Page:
Our microbiome data analysis indicated that taxonomic diversity is highest in infants with severe infection during the acute visit, and decreases over time. Moreover, using MaAsLin and at a nominal p-value of 0.05, we identified one OTU (H. influenza) that is positively associated with RSV severity, and two OTUs (Ralstonia and Streptococcus) that are negatively associated with RSV severity. These results are partially consistent with previous observations that infants within H. influenzae-enriched clusters mount a distinct host inflammatory response characterized by the overexpression of genes related to toll-like receptor signaling and neutrophil recruitment and activation22. Interestingly, our subsequent network analysis implicated many of the same OTUs as MaAsLin did. Top OTUs in the network-identified clade PCs included Streptococcus, Corynebacterium, Alloiococcus, H. influenzae, Staphylococcus, Moraxella, Ralstonia, and Pseudomonas. These are consistent with a similar study analyzing the microbiome from nasopharyngeal bacterial swabs alongside whole blood transcriptomic data collected from RSV infected infants22. In addition, among these identified OTUs, incidence of co-infection of Streptococcus, Haemophilus influenza, and Moraxella with RSV has been reported in studies of nasopharyngeal aspirate samples from RSV infected infants53,54,55. During acute respiratory illness most infants show stable colonization of these microbes with Alloiococcus or Moraxella21.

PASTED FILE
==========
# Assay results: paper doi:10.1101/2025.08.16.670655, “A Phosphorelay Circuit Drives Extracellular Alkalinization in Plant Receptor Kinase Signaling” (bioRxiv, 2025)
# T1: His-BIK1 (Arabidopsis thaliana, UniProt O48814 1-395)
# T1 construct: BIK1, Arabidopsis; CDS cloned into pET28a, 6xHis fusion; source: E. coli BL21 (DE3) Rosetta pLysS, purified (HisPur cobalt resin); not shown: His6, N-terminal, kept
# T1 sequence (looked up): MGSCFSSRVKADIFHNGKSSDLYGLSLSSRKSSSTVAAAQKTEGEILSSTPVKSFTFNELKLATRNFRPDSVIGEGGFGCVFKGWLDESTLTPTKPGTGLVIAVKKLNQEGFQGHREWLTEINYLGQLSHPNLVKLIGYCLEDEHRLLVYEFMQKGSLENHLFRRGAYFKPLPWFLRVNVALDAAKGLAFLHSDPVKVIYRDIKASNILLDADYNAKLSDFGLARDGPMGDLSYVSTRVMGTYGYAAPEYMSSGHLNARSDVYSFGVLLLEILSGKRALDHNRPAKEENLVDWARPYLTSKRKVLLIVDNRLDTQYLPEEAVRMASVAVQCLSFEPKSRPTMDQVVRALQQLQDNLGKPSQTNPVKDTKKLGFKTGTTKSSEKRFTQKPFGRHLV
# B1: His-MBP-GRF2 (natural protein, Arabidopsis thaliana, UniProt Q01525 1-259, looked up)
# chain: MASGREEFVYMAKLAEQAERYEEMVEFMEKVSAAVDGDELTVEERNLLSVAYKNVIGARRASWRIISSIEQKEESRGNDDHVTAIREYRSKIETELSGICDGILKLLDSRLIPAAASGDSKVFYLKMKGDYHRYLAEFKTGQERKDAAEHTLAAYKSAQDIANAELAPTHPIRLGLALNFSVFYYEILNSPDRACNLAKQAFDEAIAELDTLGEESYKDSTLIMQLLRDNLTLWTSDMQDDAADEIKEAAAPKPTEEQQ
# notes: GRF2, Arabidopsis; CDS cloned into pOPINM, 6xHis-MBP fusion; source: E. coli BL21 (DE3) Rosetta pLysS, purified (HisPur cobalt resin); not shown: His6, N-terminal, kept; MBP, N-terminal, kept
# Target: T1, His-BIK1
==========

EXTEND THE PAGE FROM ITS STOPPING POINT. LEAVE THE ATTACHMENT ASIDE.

Our transcriptome analysis found that genes involved in immune response, such as IFITM1 and IFITM2, decreased in expression after the acute visit, while EZH1, which has also been implicated in immune response signaling27, was expressed at lower levels in infants with severe RSV infection. Interferons are widely expressed and are among the key genes responsible for mediating immune response27,56. In particular, the IFN-inducible protein is localized in the cell membrane and endocytic vesicle and is important in restricting viral entry to the cell57,58,59. In27, IFITM genes have been shown to potentially inhibit RSV infection by interfering with virus entry and subsequent viral multiplication. Despite these promising findings, we note that standard differential expression only identified one gene as significantly (FDR < 0.05) differentially expressed based on RSV infection severity –EZH1 with an FDR of 0.026.